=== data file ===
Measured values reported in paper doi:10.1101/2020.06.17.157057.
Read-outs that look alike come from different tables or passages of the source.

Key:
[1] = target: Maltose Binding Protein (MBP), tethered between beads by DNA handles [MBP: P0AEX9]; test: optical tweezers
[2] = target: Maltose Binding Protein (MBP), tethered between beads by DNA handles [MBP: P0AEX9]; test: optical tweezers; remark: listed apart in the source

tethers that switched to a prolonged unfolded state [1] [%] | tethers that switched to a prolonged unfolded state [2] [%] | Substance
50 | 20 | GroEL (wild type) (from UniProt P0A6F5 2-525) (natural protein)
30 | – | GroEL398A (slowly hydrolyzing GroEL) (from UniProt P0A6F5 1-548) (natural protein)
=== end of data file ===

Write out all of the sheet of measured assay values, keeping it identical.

Measured values reported in paper doi:10.1101/2020.06.17.157057.
Read-outs that look alike come from different tables or passages of the source.

Key:
[1] = target: Maltose Binding Protein (MBP), tethered between beads by DNA handles [MBP: P0AEX9]; test: optical tweezers
[2] = target: Maltose Binding Protein (MBP), tethered between beads by DNA handles [MBP: P0AEX9]; test: optical tweezers; remark: listed apart in the source

tethers that switched to a prolonged unfolded state [1] [%] | tethers that switched to a prolonged unfolded state [2] [%] | Substance
50 | 20 | GroEL (wild type) (from UniProt P0A6F5 2-525) (natural protein)
30 | – | GroEL398A (slowly hydrolyzing GroEL) (from UniProt P0A6F5 1-548) (natural protein)